Persian women were as liberated as they were because gender parity is firmly rooted in the teachings of Zoroaster in the Avesta which reflect the prevalent worldview in ancient Persia. In the Avesta, women were accorded moral and religious agency equal to that of men. Women could qualify to be priests. There is frequent praise and veneration of righteous adherents, irrespective of their gender. So we are not saying Islam is superior to the Persian tradition by any means. By establishing Muhammad as a feminist, we are neither negating the status of women in pre-Islamic Iran and the great advances that were made in that arena, nor demeaning the glory of Persian kings like Cyrus the Great, one of the greatest rulers in history whose royal Cylinder has been called the oldest known charter of universal human rights.
We are seeking answers for the problem of Islam in the world today. We need to have a strategy, a peaceful strategy, and that begins with reform. We wrote our oped in the hope of inspiring a serious dialogue about how to address the escalating danger Islamic Fundamentalism is posing to our world and how it can reform itself. Banafsheh completely understands the point of view of her Iranian compatriots and sympathizes with them. She has fully experienced the horrors of living under sharia law, but instead of throwing the baby out with the bathwater, she has chosen to look at the heart of the mystical tradition of Islam that connects back to the Mithraic and the Zoroastrian traditions to find the antidote to the poison sharia law and Islamic fundamentalism have released into the world.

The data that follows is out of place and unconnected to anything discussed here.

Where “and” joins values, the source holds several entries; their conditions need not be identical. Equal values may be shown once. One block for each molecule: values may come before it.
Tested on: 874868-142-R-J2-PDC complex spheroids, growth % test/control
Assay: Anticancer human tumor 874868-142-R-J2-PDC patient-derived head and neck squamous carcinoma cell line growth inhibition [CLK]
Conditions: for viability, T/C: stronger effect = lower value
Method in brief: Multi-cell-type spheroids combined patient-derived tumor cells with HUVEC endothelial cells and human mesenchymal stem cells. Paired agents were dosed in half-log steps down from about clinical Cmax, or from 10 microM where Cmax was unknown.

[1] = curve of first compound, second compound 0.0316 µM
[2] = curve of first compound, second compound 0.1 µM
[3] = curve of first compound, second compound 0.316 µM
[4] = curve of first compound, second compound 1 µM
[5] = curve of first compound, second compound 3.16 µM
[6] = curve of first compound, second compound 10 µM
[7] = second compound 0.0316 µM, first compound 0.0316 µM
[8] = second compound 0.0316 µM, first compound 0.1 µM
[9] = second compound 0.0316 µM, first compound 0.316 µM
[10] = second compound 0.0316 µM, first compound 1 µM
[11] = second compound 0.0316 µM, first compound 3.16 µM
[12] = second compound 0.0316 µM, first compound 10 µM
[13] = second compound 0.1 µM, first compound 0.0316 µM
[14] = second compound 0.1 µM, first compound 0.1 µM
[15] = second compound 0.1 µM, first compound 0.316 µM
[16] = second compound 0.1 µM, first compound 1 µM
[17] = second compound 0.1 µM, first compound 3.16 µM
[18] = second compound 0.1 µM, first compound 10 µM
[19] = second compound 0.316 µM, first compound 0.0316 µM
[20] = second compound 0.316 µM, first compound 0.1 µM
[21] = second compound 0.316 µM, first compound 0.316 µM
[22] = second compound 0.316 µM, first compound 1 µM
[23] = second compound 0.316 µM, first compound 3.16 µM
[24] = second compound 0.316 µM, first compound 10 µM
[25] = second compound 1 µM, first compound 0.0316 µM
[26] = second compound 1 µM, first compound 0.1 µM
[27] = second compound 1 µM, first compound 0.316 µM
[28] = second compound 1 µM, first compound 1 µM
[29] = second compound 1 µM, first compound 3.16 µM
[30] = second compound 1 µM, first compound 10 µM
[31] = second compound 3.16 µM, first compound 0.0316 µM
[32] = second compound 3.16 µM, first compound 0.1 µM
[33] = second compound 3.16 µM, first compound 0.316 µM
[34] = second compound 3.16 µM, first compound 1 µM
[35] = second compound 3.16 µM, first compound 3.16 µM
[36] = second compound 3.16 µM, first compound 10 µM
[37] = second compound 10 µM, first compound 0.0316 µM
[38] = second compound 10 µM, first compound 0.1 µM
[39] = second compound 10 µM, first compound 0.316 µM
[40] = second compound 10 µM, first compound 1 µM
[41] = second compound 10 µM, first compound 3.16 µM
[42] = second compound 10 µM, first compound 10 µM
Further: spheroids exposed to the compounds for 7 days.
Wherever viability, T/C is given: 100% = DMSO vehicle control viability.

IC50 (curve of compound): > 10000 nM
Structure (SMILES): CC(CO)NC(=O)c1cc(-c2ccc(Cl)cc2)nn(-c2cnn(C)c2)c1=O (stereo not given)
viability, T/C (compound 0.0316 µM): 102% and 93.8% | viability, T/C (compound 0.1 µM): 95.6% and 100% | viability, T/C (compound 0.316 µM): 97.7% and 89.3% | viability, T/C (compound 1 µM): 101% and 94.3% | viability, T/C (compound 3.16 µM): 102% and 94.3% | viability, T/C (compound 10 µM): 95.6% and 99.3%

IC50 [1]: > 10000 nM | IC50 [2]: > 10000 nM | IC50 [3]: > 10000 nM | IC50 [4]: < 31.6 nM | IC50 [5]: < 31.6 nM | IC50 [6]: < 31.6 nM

4. The main point of the oped endures in our view, that the liberation of women is key to any reform of Muslim/Arab society and for any genuine re-ignition of a sustainable Arab Spring. The theological point we are seeking to make to the adherents of Islam is that the suppression of women cannot be justified by either Muhammad's life and teachings or upon the egalitarian spirituality of the Quran itself. The suppression of women by Islamic fundamentalists is the product of history and culture, not divine instruction or foundational principle.
The fundamental point is that we do not have to look outside of Islam to justify women's liberation. We join with many others in saying that the liberation of women in Islam needs to come from within the tradition itself, otherwise it will ultimately be resisted by the majority of Muslims. If Islam would seize the day on liberating women as consistent with its origins, it would do more than any other single act to revitalize its message. Otherwise it will continue to be culturally crippled, subject to fanaticisms of all kinds, and increasingly out of alignment with the mainstream of global civilized society. The liberation of women in Islam is the key to bridging the divide between Islam and the rest of the world and for insuring a future of peace on our planet. Muhammad began this process. Islam should liberate women on the foundations he built and evolve to standards befitting the twenty first century.